Why Everyone Should Experience a Safari Once in Their Life
We’ve all been moved and captivated by images of wild animals on our television screens. It’s gratifying to be part of a planet where there’s so much beauty and grandeur on display. But no television show, however immaculately produced, can really hope to compete with the real thing. And for this reason, safari holidays hold an appeal that’s hard to argue against.
The Big 5
On a good day spent touring the savannah, you’ll come across one of the big five. These are the largest and most impressive land animals on the planet: these are the Lion, the Leopard, the Rhinoceros, the Elephant, and the Buffalo. These animals are so unlike the ones we see in the wild in the UK that it’s difficult to process – and glimpsing them in their natural habitat is guaranteed to leave an impression. In many cases, you might be amazed at the differences in behaviour between wild animals and their zoo-confined counterparts.
Nowadays, we’re all amateur photographers and journalists. We don’t just go on holiday – we document them, too. And there are several advantages to this. Among the best of them is that all of those photographs you take will provide an invaluable source of nostalgia when you come to reflect on the time you spent with family and friends.
If you’re taking photography seriously, then taking a safari holiday is near-certain to provide you with an endless stream of subject matter. As well as the animals themselves, you’ll see beautiful landscapes, packed with majestic mountains, verdant forests, and plains that seem to stretch forever. Many lodges come equipped with wi-fi facilities, too; so you’ll be able to upload what you’ve captured for your friends back home to ogle at.
Part of the appeal of David Attenborough’s television shows is that they allow millions of people to see these animals up-close, without literally sending millions of people trampling through what might be a fragile habitat. Thus many nature-lovers are hesitant to book a safari trip.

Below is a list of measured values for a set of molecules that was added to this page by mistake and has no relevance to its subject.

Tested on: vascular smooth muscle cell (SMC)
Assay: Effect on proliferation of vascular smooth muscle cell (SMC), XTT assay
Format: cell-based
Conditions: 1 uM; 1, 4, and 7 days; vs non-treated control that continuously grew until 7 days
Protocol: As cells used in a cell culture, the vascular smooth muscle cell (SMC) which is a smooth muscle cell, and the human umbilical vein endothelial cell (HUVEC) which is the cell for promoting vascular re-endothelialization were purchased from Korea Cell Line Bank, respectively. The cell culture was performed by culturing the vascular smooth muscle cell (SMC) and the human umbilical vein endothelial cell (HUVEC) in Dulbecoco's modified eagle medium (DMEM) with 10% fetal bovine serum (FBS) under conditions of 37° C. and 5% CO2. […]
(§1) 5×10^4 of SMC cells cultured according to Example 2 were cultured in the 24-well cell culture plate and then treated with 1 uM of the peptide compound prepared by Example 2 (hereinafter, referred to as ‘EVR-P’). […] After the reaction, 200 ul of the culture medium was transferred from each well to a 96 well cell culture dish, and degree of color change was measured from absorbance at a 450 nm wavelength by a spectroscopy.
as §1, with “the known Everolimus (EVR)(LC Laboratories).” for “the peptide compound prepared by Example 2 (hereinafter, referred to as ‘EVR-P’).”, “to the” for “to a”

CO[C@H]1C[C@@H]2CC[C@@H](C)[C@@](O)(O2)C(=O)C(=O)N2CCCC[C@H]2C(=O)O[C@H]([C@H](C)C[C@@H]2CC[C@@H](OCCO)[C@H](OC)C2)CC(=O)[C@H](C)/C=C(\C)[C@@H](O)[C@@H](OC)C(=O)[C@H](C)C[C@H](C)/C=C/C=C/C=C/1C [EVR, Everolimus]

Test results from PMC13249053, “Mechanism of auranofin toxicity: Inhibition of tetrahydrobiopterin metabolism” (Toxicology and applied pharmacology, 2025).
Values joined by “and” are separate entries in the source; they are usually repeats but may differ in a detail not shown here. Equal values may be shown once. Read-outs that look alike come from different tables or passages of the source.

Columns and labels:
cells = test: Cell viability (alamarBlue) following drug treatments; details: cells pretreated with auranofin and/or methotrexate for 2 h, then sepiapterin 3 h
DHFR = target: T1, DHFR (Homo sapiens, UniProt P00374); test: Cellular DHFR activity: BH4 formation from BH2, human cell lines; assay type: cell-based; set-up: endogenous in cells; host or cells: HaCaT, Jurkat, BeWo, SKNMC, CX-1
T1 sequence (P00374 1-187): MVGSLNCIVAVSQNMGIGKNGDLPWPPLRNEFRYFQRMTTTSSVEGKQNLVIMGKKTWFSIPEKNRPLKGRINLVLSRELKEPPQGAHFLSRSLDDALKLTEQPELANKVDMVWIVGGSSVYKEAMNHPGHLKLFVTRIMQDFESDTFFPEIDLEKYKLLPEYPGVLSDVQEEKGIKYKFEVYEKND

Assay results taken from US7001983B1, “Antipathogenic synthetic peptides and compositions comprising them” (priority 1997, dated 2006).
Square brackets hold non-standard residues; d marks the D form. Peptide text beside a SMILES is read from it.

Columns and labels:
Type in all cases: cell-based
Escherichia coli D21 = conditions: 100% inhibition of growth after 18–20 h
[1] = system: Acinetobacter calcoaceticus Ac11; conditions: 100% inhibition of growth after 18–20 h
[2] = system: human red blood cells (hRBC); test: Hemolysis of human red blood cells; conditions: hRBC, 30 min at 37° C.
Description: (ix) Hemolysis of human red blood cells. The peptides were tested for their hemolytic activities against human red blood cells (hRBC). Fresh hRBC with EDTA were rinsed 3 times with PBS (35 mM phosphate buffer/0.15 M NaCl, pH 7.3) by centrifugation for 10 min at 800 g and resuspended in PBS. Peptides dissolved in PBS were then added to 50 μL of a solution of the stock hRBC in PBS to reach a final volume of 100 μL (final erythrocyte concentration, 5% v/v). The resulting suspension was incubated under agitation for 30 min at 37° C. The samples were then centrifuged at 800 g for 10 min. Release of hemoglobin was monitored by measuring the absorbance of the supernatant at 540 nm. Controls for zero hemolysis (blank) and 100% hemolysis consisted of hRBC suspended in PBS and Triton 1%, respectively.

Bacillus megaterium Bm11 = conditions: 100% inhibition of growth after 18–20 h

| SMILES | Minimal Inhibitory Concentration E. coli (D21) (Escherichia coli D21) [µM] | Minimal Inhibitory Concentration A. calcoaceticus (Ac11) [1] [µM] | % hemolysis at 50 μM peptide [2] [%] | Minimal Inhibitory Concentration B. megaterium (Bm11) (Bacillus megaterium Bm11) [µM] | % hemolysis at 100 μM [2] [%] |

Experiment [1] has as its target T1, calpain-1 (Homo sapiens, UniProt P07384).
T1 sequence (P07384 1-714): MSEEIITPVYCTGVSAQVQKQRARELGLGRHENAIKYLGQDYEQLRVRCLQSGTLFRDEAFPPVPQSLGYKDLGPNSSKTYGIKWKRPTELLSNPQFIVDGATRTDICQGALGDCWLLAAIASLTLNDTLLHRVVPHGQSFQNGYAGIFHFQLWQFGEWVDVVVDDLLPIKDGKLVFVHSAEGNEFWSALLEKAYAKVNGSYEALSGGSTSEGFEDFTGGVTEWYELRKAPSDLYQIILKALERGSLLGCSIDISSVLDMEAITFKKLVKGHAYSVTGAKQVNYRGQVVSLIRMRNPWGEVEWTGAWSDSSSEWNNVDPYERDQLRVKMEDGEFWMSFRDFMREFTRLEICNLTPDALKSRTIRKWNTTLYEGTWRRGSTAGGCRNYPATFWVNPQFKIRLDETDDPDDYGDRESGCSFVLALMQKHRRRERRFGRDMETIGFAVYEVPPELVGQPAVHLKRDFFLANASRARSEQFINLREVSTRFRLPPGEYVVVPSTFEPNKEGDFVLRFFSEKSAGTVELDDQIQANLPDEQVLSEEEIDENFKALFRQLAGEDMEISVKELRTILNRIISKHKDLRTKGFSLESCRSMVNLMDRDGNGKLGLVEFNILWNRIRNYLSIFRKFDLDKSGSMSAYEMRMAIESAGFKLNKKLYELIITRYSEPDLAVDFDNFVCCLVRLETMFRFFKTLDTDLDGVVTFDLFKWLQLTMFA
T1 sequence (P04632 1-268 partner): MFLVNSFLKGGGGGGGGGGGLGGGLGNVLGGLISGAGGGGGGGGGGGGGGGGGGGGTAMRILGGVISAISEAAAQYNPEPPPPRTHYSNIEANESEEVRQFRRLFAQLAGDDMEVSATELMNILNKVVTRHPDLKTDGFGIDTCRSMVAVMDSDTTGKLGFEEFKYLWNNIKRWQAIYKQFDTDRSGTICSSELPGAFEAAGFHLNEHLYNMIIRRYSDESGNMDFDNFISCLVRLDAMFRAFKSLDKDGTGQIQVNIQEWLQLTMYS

But the fact is that, in going on a safari holiday, you’re contributing to the preservation of these natural wonders. If a Safari lodge sits within a designated national park, then they’ll charge you a park fee at the end of your stay. You can think of this as the portion of your expenditure that goes directly to conservation efforts.
Tourism is a big driver for the local economy around safari parks. By spending your money carefully, you can help these communities to grow and thrive, and help encourage practices which bolster the environment and alleviate poverty. Plus, you’ll be able to pick up some authentic souvenirs in the process.
Any good safari break will be led by expert guides with unparalleled knowledge of the land you’ll be travelling through and the animals that live there. They’ll be able to provide a perspective that simply can’t be obtained by reading books and watching television shows. A good guide will make plenty of time to answer questions, so make sure that you have thought of them – as you won’t get another chance to ask – at least, that is, until you next go on your safari break!
If you’re looking to learn about animals and what they do, or you’ve got children with similar interests, then a trip of a lifetime will provide enormous amounts of information in a context that’s certain to sink in.
One of the purported downsides of a safari is that the experience is inconsistent. One day you might see a herd of elephants; the next day you might not. But for many, this is part of what makes the safari experience so compelling. You’re not going to be travelling around an enormous zoo, but a real habitat with creatures that do as they please. Thus, no two safari adventures are quite the same – and why would you have it any other way?